FDCPA Claims Based on Improper Communication With Third Parties

Communications with Your Friends or Relatives May Be Illegal Under the FDCPA

Another collection agency activity that the FDCPA forbids is attempting to contact your friends and/or relatives to obtain more information about you. Whether or not you owe the collection agency and original creditor the amount they are claiming or not, you are still in debt to that creditor and should try to clear up your obligations if you are financially able to do so. However, this does not entitle that collection agency to illegally harass you into paying the money you owe.

There are two key points to consider where information regarding your circumstances is concerned. First, under [15 USC 1692c] § 805(b), the FDCPA forbids the disclosure of your personal information and your financial circumstances to a third party unless it is one of the following entities or individuals:

  • the original creditor
  • the original creditor’s attorney
  • a credit reporting agency
  • your FDCPA attorney
  • your parent (should you be a minor)
  • your spouse

The second key point regarding the contacting of your friends or relatives for personal information about you and your finances is found under [15 USC 1692b] § 804(1). This section forbids collection agencies from contacting any 3rd party regarding your financial and personal information. There is only one exception to this rule. That agency is allowed to contact a 3rd party should they believe that the information they currently have about you is not valid or is false.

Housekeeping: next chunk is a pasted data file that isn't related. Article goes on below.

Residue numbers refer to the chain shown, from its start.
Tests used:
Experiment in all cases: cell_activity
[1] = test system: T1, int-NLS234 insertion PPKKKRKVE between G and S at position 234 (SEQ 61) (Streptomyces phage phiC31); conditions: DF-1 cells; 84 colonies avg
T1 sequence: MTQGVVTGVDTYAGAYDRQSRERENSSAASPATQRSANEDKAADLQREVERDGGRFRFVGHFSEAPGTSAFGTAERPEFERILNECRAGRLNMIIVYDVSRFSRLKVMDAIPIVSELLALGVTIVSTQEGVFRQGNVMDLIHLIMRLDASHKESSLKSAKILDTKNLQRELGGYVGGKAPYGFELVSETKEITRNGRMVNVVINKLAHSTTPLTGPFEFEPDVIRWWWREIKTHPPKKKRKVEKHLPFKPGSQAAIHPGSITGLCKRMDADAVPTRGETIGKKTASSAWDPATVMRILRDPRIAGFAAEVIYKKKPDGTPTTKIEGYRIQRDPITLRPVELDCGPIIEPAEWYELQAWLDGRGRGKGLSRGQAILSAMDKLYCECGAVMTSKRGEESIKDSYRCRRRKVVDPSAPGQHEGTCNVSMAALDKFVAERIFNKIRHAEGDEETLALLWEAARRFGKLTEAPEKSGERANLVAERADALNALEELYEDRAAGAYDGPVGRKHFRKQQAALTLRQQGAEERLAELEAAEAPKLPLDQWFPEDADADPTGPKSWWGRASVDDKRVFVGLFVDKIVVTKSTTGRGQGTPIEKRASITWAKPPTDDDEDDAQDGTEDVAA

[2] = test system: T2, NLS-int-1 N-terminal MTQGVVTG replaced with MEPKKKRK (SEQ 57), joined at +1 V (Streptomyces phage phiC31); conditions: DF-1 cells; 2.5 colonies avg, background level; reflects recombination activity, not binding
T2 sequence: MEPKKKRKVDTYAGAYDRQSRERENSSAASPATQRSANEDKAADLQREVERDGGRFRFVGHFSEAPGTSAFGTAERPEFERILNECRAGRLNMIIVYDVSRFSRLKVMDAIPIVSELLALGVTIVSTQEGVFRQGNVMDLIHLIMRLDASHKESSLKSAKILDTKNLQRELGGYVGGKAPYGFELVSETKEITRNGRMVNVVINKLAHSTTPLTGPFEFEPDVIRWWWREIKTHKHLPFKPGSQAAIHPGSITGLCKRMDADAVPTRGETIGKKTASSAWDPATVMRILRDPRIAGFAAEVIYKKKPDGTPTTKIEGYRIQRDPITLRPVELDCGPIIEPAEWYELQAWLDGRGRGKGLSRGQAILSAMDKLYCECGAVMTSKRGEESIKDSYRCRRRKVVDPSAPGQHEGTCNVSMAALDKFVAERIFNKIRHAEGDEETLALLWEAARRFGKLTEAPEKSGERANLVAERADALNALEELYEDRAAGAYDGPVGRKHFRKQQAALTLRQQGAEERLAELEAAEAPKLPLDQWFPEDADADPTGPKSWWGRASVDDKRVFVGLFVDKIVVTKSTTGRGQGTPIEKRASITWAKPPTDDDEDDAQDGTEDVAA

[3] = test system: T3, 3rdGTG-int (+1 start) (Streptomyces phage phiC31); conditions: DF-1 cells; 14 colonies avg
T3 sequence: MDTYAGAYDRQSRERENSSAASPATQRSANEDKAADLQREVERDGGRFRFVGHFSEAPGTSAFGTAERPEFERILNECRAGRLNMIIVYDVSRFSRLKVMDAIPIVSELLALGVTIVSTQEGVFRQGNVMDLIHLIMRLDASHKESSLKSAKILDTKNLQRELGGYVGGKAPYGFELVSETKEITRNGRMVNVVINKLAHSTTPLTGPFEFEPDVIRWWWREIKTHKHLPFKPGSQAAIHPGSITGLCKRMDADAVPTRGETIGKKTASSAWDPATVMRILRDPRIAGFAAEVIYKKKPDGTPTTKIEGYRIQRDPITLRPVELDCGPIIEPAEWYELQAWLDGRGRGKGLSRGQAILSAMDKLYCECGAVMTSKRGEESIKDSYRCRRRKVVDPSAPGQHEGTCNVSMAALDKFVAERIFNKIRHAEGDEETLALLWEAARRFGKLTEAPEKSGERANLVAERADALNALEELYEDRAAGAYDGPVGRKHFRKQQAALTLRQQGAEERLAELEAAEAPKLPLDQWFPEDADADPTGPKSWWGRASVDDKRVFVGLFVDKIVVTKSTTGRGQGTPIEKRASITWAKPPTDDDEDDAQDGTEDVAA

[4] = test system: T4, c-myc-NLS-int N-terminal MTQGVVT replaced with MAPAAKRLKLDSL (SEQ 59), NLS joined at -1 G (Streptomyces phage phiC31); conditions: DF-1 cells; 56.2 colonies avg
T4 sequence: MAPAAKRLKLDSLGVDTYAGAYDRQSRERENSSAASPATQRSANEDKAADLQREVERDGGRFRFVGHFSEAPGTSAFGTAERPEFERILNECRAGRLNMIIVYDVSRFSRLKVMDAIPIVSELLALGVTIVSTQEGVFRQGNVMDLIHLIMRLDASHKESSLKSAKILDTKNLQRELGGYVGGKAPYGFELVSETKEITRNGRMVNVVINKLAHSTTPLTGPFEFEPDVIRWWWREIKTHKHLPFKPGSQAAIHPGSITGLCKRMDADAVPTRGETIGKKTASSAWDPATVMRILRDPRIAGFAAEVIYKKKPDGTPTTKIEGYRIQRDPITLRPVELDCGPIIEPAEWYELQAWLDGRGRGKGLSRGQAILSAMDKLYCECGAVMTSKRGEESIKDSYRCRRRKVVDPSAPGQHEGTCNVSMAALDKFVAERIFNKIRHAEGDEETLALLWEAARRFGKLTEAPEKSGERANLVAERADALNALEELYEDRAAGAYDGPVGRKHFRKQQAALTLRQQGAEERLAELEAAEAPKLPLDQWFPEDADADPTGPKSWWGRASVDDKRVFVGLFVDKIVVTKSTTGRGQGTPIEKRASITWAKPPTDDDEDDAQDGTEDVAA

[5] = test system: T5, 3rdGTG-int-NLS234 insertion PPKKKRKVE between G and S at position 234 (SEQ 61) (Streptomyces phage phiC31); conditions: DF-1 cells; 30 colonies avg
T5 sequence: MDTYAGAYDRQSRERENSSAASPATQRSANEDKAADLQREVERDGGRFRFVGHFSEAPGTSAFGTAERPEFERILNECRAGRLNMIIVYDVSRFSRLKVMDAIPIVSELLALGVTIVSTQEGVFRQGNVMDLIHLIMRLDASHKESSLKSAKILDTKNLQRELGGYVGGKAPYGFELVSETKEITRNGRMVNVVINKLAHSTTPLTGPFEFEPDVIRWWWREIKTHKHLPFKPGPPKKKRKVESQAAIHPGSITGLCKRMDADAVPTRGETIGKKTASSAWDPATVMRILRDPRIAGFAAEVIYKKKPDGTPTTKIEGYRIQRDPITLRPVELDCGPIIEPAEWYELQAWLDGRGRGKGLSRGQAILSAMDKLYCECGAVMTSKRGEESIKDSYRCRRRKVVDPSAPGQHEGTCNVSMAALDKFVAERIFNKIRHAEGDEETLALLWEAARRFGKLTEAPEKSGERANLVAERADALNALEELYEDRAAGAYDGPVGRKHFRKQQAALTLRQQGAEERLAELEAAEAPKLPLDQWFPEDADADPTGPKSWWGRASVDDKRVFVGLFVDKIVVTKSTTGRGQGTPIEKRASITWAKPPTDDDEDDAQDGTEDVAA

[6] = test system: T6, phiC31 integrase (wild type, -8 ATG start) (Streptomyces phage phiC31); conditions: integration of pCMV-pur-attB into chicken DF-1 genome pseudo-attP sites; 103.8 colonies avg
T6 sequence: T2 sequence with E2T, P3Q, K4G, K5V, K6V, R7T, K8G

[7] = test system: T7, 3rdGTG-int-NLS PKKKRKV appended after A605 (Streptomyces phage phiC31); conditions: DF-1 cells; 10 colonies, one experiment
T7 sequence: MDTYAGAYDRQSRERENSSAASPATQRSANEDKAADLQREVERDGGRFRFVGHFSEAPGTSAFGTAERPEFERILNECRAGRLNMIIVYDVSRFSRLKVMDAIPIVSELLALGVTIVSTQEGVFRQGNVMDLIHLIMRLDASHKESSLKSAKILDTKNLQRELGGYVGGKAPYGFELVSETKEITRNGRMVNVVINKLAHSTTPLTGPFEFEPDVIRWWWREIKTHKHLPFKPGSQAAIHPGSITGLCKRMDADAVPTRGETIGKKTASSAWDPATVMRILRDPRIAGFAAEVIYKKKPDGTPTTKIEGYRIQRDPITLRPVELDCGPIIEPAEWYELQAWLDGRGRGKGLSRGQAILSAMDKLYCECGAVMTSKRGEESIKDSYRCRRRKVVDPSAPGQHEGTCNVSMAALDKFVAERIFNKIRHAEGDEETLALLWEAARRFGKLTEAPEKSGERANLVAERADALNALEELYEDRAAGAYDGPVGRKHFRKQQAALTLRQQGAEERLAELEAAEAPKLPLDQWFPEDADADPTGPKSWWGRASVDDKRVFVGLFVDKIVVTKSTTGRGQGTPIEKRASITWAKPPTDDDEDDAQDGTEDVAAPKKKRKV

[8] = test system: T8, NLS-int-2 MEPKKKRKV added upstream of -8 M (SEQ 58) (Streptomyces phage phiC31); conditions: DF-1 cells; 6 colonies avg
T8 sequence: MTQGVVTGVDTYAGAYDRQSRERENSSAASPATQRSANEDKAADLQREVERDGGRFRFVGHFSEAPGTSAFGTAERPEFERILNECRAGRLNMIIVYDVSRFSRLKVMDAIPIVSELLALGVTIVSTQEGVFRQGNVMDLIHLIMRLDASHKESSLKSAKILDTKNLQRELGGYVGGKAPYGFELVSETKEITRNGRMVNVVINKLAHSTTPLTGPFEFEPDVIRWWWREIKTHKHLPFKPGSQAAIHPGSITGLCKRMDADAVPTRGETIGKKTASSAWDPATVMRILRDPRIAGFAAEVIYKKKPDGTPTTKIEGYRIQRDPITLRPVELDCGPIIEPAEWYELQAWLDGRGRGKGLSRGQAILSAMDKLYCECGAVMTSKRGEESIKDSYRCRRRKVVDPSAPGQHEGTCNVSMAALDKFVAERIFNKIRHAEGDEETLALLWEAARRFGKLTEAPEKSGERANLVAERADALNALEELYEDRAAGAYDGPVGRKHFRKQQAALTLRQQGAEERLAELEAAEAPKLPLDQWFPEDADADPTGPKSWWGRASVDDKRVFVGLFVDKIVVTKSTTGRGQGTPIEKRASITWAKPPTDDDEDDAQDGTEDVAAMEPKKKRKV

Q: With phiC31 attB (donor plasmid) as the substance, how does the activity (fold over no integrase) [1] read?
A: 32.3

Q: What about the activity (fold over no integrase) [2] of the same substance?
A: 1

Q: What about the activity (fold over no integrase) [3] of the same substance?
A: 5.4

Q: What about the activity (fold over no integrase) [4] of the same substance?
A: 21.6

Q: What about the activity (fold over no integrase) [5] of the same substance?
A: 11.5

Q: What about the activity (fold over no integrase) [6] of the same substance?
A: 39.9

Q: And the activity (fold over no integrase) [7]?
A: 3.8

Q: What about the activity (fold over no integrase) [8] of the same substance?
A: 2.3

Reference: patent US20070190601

If you find out that any of your friends or relatives have been contacted by a collection agency in order to get information about you, contacting an experienced FDCPA attorney would be a smart move on your behalf. However, you must attempt to make verbal and written contact with that collection agency and tell them to stop this tactic. Be sure to record the phone call if you can and save a copy of the “cease and desist” letter that you mail to that collection agency.

Your FDCPA lawyer will either advise you as to the wording of that letter or, if you have enlisted their services, they may also back your letter up with one of their own written on the attorney’s letterhead. If you feel that you have experienced these issues mentioned above, then you most likely have a valid FDCPA claim. Please feel free to contact us if you need additional help or to any answer any of your questions.

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Jonathan Ginsberg

For over 25 years, Jonathan Ginsberg has represented honest, hardworking men and women facing financial troubles.